Sigh, I wish this line of reasoning would die the swift death it deserves. Taxes are probably the least controlling way of making these sorts of adjustments. You're not realistically going to vote with your money because there's few if any products which aren't at some stage created in that fashion. A tax is a simple way of shifting the cost curve up in areas which aren't desirable so that the new equilibrium is a bit more responsible. And it works wonders. There's a reason why Seattle beats the crap out of pretty much any other major US city in terms of fuel efficiency. The state legislature instituted high taxes on gas and when combined with the oil industries tendency to screw us over at the pump more than other parts of the state you end up with people making sensible decisions over all.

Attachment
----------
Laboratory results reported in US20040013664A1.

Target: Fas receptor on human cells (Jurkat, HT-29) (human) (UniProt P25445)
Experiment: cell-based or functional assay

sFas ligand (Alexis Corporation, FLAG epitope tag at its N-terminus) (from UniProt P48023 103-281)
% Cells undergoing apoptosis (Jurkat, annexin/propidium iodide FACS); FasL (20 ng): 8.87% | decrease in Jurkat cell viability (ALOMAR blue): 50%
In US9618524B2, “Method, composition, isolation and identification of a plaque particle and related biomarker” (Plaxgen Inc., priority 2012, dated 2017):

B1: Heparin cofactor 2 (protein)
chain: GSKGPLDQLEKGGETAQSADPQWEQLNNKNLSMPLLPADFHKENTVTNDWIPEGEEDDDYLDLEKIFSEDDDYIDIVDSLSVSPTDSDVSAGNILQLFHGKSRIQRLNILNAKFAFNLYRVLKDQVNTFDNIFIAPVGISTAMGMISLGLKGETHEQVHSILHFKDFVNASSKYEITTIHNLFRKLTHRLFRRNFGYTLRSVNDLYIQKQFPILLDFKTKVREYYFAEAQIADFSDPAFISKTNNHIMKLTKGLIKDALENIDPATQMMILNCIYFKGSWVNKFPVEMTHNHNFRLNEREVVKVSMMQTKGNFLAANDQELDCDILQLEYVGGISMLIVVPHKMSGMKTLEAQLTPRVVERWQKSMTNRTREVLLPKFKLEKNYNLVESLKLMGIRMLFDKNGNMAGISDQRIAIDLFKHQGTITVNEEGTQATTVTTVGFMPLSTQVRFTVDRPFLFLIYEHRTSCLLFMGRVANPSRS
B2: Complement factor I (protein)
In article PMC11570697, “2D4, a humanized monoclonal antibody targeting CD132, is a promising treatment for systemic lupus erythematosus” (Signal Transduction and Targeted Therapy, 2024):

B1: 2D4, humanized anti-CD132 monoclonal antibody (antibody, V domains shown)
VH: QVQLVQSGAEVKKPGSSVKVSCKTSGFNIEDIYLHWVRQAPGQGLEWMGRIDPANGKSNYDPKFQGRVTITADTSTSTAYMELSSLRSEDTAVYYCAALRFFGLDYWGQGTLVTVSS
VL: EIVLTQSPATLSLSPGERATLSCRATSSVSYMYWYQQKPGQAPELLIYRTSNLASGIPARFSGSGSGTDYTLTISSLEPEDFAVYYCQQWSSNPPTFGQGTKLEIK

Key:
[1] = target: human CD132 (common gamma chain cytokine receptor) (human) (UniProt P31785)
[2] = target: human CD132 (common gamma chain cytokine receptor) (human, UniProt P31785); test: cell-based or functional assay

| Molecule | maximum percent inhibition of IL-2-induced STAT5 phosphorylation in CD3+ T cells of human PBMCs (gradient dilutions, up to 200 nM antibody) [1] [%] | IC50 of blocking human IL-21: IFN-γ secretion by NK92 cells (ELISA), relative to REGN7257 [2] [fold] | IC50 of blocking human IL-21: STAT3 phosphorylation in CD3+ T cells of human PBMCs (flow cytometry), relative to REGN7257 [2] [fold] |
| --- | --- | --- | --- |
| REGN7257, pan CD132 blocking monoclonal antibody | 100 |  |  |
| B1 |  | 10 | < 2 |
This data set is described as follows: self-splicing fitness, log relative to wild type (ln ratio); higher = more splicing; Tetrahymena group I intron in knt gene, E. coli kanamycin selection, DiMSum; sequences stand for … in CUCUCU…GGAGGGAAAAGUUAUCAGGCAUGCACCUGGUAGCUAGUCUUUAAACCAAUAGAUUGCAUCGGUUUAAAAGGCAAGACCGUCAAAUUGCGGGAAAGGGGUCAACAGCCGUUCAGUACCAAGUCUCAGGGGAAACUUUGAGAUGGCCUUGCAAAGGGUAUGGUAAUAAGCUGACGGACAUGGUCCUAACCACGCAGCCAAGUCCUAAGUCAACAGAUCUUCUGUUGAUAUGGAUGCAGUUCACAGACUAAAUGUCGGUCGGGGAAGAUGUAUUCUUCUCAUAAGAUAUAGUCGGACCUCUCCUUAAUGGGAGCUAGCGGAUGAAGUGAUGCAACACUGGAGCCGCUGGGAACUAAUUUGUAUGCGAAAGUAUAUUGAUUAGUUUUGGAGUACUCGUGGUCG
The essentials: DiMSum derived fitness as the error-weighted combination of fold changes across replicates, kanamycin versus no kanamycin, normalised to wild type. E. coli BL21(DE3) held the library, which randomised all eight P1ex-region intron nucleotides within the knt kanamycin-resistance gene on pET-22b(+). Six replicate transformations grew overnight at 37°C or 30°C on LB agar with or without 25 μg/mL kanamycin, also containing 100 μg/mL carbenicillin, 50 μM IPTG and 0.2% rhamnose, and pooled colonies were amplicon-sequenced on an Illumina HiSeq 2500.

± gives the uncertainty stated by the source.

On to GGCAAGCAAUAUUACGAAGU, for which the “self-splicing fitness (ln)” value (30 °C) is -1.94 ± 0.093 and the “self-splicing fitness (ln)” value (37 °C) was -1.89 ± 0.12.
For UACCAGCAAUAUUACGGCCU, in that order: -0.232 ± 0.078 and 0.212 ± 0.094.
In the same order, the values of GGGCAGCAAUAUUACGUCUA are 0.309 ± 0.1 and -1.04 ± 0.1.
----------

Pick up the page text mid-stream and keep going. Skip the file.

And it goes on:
By taxing them you put people on a more even footing to make informed decisions, it's not telling companies that you can't do it, it's telling them that if they want to do it they'll have to compete on a more even playing field.

Re:Damn Skippy! (-1, Troll)

Anonymous Coward | more than 4 years ago | (#32777880)

I am positive that you are an idiot, that is why you don't understand tech support or anything else for that matter.

Treat it like other wars... (5, Funny)

bl4nk (607569) | more than 4 years ago | (#32776966)

... and enter it with reckless abandon and no exit strategy; that last part is crucial.

Re:Treat it like other wars... (3, Insightful)

GrumblyStuff (870046) | more than 4 years ago | (#32777096)